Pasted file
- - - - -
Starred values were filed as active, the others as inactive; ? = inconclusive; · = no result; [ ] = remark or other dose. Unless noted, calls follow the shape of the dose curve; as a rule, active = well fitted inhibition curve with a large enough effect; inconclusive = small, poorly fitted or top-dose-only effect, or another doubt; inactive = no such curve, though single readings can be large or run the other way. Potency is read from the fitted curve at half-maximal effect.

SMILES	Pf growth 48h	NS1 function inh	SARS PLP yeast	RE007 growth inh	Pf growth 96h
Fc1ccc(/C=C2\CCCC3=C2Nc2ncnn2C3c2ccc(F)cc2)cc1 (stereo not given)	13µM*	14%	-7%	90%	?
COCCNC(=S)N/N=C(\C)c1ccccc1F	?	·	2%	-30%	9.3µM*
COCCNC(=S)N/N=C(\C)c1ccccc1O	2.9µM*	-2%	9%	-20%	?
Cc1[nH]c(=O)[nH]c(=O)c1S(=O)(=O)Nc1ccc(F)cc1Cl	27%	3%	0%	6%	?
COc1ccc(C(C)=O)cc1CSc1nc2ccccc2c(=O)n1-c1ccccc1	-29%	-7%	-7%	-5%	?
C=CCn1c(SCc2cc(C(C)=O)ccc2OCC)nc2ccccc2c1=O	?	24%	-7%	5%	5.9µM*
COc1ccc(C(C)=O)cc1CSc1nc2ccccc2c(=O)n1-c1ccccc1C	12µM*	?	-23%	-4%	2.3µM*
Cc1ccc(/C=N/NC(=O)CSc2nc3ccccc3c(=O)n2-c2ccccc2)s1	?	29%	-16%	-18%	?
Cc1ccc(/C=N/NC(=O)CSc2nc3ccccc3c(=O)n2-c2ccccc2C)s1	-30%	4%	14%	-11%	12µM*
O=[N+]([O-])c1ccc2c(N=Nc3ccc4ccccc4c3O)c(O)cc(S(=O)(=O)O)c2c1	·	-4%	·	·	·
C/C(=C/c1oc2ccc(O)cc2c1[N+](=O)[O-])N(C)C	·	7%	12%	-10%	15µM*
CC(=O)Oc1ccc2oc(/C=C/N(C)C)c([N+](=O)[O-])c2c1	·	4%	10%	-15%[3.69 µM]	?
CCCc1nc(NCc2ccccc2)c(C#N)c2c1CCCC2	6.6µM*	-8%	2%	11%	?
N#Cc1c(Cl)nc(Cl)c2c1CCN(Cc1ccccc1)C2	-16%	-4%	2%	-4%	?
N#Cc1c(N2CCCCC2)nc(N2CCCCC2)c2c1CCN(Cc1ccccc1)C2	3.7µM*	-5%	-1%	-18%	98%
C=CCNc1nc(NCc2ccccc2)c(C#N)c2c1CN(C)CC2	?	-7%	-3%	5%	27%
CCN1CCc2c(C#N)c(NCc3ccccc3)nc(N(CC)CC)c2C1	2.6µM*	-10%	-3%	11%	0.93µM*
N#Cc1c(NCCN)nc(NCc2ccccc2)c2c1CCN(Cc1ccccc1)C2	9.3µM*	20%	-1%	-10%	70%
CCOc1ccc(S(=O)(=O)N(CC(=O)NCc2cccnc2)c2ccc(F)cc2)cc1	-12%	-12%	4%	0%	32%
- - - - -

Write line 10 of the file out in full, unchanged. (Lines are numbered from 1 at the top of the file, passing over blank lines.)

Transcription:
Cc1ccc(/C=N/NC(=O)CSc2nc3ccccc3c(=O)n2-c2ccccc2)s1	?	29%	-16%	-18%	?